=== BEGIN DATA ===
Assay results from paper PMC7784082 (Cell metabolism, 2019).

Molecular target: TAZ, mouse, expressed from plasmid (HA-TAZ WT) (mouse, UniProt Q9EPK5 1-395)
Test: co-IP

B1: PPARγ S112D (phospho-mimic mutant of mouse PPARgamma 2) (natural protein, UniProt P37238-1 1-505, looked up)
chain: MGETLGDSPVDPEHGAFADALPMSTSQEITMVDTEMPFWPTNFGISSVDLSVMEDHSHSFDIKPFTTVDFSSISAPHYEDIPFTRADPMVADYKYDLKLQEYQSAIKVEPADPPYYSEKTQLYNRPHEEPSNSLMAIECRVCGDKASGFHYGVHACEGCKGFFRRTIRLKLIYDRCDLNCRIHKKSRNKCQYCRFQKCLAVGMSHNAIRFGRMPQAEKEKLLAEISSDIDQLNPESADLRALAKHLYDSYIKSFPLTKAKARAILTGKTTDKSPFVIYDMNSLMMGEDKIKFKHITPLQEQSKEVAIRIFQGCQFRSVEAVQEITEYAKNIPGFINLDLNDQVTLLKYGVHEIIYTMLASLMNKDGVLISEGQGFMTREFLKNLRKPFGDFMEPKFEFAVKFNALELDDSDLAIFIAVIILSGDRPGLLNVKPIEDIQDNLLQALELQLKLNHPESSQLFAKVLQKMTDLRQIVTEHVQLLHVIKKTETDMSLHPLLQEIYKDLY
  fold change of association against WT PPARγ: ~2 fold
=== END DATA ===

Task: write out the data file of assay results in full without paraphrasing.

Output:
Assay results from paper PMC7784082 (Cell metabolism, 2019).

Molecular target: TAZ, mouse, expressed from plasmid (HA-TAZ WT) (mouse, UniProt Q9EPK5 1-395)
Test: co-IP

B1: PPARγ S112D (phospho-mimic mutant of mouse PPARgamma 2) (natural protein, UniProt P37238-1 1-505, looked up)
chain: MGETLGDSPVDPEHGAFADALPMSTSQEITMVDTEMPFWPTNFGISSVDLSVMEDHSHSFDIKPFTTVDFSSISAPHYEDIPFTRADPMVADYKYDLKLQEYQSAIKVEPADPPYYSEKTQLYNRPHEEPSNSLMAIECRVCGDKASGFHYGVHACEGCKGFFRRTIRLKLIYDRCDLNCRIHKKSRNKCQYCRFQKCLAVGMSHNAIRFGRMPQAEKEKLLAEISSDIDQLNPESADLRALAKHLYDSYIKSFPLTKAKARAILTGKTTDKSPFVIYDMNSLMMGEDKIKFKHITPLQEQSKEVAIRIFQGCQFRSVEAVQEITEYAKNIPGFINLDLNDQVTLLKYGVHEIIYTMLASLMNKDGVLISEGQGFMTREFLKNLRKPFGDFMEPKFEFAVKFNALELDDSDLAIFIAVIILSGDRPGLLNVKPIEDIQDNLLQALELQLKLNHPESSQLFAKVLQKMTDLRQIVTEHVQLLHVIKKTETDMSLHPLLQEIYKDLY
  fold change of association against WT PPARγ: ~2 fold